Second, neither the installment agreement nor the substitute return represent an honest and reasonable attempt to satisfy the requirements of the tax law. It is undisputed that Hatton failed to file a federal tax return on his own initiative for the 1983 tax year as required by section 6012 of the I.R.C. See 26 U.S.C. § 6012(a)(1)(A). It is also undisputed that Hatton never attempted to cure this failure until after the IRS had assessed his tax deficiency and initiated a delinquency investigation. It was only after the IRS threatened to levy his wages and bank account and seize his personal property that Hatton elected to cooperate with the IRS. Moreover, even after Hatton finally responded to the notices sent by the IRS, it still took months of negotiations before the IRS and Hatton could agree on a settlement that ultimately resulted in the installment agreement.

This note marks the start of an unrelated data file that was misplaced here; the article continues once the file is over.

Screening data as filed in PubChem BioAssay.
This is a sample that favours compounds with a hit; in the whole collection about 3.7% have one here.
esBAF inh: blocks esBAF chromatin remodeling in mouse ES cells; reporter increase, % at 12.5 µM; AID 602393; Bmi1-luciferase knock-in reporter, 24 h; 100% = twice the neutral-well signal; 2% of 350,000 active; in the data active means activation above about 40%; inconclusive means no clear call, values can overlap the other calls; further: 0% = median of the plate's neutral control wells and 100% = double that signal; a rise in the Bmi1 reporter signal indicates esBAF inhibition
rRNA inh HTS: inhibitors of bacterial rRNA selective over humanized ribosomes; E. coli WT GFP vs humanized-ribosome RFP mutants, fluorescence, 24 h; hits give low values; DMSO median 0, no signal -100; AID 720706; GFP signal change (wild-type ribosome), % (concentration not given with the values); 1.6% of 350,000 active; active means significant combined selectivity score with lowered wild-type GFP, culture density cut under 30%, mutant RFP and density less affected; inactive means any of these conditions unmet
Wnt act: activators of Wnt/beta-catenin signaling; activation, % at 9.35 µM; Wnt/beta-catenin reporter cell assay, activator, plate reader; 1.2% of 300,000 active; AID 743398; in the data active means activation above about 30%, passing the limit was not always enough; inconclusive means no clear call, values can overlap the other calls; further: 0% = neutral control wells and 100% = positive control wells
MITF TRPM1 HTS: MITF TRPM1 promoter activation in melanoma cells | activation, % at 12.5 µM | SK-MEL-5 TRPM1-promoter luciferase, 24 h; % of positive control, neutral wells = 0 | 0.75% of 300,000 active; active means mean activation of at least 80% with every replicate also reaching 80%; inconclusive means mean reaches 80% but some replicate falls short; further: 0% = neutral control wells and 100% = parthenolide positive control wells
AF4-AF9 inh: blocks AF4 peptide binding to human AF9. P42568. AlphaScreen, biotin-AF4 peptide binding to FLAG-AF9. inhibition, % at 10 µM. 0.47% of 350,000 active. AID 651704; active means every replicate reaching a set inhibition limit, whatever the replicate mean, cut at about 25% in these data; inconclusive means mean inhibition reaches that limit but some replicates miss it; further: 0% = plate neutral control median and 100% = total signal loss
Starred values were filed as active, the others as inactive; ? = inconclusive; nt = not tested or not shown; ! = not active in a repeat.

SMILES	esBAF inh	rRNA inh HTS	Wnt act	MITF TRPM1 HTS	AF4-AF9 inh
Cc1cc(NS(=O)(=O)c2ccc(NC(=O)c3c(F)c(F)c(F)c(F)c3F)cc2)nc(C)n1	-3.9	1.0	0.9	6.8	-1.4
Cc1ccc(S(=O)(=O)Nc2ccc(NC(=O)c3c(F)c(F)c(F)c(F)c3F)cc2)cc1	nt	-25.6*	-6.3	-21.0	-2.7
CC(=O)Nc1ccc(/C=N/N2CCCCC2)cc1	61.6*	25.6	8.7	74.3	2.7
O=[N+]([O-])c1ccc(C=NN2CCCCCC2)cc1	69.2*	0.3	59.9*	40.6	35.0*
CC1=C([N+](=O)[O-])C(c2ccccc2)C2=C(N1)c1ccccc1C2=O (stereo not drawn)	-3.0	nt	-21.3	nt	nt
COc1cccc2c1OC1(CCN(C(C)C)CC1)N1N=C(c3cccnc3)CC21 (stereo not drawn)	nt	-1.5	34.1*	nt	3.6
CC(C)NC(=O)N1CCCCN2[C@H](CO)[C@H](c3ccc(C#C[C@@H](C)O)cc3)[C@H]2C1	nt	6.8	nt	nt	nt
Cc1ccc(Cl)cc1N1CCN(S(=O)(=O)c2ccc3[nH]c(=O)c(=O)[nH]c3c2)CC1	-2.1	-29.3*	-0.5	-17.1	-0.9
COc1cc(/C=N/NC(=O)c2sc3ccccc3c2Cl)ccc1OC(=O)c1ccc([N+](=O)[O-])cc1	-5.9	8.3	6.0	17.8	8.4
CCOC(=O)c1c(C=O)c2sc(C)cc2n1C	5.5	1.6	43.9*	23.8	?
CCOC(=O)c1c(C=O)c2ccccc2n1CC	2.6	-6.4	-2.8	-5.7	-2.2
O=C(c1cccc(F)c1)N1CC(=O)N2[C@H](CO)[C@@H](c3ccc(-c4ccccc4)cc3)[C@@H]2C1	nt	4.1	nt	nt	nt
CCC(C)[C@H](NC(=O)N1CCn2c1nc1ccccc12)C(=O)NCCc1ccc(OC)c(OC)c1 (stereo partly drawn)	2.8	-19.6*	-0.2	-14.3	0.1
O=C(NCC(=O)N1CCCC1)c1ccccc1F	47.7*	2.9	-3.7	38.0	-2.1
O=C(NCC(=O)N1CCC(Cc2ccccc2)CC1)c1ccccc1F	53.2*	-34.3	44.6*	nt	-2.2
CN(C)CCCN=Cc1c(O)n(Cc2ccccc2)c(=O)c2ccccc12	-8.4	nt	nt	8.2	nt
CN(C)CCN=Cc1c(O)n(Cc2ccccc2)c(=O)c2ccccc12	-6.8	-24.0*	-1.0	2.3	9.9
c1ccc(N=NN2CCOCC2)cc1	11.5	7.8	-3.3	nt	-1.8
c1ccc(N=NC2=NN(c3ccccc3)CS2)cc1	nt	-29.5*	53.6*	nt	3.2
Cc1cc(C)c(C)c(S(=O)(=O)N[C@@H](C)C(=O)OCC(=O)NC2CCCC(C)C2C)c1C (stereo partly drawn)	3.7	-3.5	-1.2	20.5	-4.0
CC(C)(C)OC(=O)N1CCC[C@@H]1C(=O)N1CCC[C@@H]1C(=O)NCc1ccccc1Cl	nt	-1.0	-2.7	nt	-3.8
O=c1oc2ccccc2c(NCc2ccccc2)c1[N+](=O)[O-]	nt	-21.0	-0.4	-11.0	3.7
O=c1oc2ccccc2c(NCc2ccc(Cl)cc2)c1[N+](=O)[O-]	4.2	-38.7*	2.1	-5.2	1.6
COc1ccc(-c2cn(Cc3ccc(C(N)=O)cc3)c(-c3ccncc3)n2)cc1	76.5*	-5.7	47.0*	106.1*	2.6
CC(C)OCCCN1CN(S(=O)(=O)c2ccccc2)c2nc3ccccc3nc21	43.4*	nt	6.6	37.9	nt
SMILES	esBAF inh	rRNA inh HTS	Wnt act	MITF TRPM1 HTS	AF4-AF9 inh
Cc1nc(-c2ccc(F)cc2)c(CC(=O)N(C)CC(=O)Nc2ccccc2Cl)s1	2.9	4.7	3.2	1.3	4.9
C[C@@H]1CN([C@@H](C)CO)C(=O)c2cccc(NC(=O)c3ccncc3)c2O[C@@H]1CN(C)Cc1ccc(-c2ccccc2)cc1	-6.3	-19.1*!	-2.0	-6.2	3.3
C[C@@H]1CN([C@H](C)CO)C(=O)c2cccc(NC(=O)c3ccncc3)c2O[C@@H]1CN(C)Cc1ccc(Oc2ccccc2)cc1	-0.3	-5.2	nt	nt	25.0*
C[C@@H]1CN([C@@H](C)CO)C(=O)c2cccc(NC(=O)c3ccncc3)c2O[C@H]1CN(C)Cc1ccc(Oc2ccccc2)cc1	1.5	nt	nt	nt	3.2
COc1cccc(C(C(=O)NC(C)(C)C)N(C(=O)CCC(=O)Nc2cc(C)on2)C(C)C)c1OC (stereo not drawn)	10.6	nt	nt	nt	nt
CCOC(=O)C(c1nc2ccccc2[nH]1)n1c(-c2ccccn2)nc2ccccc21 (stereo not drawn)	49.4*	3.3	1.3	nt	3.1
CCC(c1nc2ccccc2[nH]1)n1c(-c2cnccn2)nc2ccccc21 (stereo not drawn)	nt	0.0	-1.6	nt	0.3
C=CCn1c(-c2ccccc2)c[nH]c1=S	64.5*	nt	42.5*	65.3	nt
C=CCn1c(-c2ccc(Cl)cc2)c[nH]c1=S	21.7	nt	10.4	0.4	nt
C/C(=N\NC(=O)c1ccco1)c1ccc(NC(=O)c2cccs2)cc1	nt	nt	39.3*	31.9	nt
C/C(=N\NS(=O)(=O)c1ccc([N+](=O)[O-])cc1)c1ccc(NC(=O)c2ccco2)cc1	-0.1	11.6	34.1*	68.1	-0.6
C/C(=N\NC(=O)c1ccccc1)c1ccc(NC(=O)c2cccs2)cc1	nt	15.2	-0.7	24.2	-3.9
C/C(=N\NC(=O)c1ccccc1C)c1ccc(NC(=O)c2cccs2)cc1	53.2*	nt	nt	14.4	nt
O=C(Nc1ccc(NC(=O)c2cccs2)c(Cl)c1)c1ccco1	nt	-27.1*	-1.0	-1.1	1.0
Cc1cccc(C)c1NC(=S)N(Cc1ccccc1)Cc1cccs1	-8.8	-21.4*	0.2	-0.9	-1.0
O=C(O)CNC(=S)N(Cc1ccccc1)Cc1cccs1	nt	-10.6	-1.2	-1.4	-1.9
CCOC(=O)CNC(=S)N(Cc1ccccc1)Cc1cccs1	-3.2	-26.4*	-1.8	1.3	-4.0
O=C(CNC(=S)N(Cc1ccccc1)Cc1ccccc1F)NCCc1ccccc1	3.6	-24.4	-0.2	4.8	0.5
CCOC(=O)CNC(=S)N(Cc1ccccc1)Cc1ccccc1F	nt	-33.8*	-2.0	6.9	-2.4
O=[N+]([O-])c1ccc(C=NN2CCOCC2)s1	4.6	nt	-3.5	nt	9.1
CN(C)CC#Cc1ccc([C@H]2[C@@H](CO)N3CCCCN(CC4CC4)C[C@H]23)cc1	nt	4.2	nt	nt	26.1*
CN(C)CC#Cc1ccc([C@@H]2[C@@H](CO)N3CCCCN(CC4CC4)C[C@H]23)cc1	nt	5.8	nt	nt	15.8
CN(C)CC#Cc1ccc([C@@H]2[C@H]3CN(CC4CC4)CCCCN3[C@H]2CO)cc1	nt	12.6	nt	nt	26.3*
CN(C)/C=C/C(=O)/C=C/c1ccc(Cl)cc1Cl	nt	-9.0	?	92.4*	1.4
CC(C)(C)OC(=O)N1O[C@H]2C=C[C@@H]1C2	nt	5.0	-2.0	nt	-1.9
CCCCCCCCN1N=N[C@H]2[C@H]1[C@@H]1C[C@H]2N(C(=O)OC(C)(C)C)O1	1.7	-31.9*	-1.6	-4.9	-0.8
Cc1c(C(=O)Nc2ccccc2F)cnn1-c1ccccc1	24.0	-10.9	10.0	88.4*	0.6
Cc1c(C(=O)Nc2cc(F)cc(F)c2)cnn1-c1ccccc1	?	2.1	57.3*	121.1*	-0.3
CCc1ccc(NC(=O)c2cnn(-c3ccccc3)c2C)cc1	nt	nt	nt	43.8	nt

The BAP excused Hatton's failure to file a return because he "cooperated with the IRS, accepted his tax assessed liability without objection, signed the Installment Agreement to pay his tax liability, and performed his obligations under the Installment Agreement over a 23-month period." Hatton, 216 B.R. at 283. Hatton's belated acceptance of responsibility, however, does not constitute an honest and reasonable attempt to comply with the requirements of the tax law. Instead, Hatton made every attempt to avoid paying his taxes until the IRS left him with no other choice. Because Hatton never filed a return and only cooperated with the IRS once collection became inevitable, the bankruptcy court erred in concluding that section 523 did not except Hatton's tax liability from discharge.


Accordingly, because Hatton's tax liability for the 1983 tax year is a result of his failure to file a tax return under section 523(a)(1)(B)(i), Hatton's tax liability is not dischargeable in bankruptcy.